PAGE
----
Beyond the Suez: Global Dynamics of Crude Oil Trade


In an unexpected turn of events, the supertanker Grand Bonanza embarked on a distinctive journey in January 2024, circumventing the Red Sea to deliver 1.8 million barrels of Abu Dhabi crude for TotalEnergies from the United Arab Emirates to France. This strategic decision, aimed at avoiding the Red Sea due to increased risks posed by Yemen-based Houthi forces, signifies the escalating challenges faced by the global oil industry. The extended 40-day journey around Africa comes at a significant cost, nearly 80% more than the traditional route via the Suez Canal, making it a testament to the far-reaching impacts of geopolitical disruptions on oil shipping. This article explores the repercussions of Red Sea disruptions on the global crude oil trade, examining the shifting dynamics, financial burdens, and strategic decisions made by key players in the industry.

The crucial role played by the Suez Canal in global trade stems from its function as a vital link connecting trade routes between the Far East and Northern Europe, as well as those between the Asia/Indian subcontinent and Europe/America, along with trade networks connecting the Middle East and Europe. The necessity to efficiently transport goods between the Mediterranean and Red Seas prompted the establishment of the Suez Canal, an artificial shipping channel in Egypt, in 1869. The significant gains in efficiency resulting from reduced shipping distances underscore the paramount importance of the Suez Canal. The canal spans a total length of 190.25 km and has historically facilitated around 30% of the world’s sea freight traffic. The year 2023 was anticipated to be a positive milestone for Egypt’s finances due to the consistent oil supply and widespread utilization of the canal. On average, up to 60 types of vessels transit through the canal daily, amounting to approximately 19,000 vessels annually.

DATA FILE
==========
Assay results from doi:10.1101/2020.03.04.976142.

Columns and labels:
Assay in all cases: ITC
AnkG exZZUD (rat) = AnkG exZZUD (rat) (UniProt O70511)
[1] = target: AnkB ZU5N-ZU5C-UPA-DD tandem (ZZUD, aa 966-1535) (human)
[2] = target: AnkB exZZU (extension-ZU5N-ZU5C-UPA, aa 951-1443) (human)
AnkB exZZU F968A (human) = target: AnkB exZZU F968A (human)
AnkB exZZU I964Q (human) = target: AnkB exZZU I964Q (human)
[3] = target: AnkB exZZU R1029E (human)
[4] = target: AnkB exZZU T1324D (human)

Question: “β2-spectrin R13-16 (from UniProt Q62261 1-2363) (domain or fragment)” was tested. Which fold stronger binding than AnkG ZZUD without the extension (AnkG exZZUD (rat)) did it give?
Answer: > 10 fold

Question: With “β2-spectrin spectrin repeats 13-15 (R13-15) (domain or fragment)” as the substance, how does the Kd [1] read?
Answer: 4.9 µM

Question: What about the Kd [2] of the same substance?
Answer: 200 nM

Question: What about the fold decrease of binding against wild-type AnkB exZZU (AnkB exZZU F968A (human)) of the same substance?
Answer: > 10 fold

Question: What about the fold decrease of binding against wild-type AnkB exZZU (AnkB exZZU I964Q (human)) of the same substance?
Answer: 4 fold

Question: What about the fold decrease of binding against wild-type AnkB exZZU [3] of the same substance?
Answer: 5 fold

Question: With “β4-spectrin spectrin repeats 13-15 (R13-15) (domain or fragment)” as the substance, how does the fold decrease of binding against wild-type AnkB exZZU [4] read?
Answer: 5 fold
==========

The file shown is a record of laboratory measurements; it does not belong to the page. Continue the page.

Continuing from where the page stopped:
However, ING approximates that roughly 12% of the world’s seaborne oil traverses the Red Sea, accompanied by substantial quantities of refined products. As per the American Journal of Transportation, approximately 15.5 million tonnes of liquefied natural gas (LNG) also passed through this route in 2023. Shipping companies like Maersk and Hapag-Lloyd have already halted voyages through the disrupted region, and any further measures might potentially result in disruptions in oil and LNG supplies for various regions globally in the coming months. This could consequently lead to an upswing in energy prices. The impact, however, is not confined to oil and energy alone. Prominent retail chains in the UK and Europe, including Tesco, Primark, IKEA, and Next, have cautioned about potential delays in product availability and an increase in costs due to disruptions. The surge in costs for both energy and various products could trigger an escalation in inflation for numerous countries, prompting central banks to defer interest rate cuts.

As attacks on Red Sea shipping, once primarily affecting container ships, now encroach upon oil transport, the repercussions are reverberating through global oil trading. The Grand Bonanza’s voyage, costing approximately $5.7 million, sheds light on the complexities and financial burdens imposed on the industry. Moreover, a recent strike on a Trafigura-chartered fuel tanker underscores the heightened risks associated with Red Sea routes.

Energy producers and traders are grappling with the dilemma of higher prices for extended voyages around the Cape of Good Hope, opting for larger crude tankers to manage costs and mitigate risks. Buyers, on the other hand, are asserting demands for discounts to offset elevated freight charges and war risk premiums. This shifting landscape is prompting a reassessment of shipping routes, refueling points, and cruising speeds, leading to increased fuel consumption and emissions.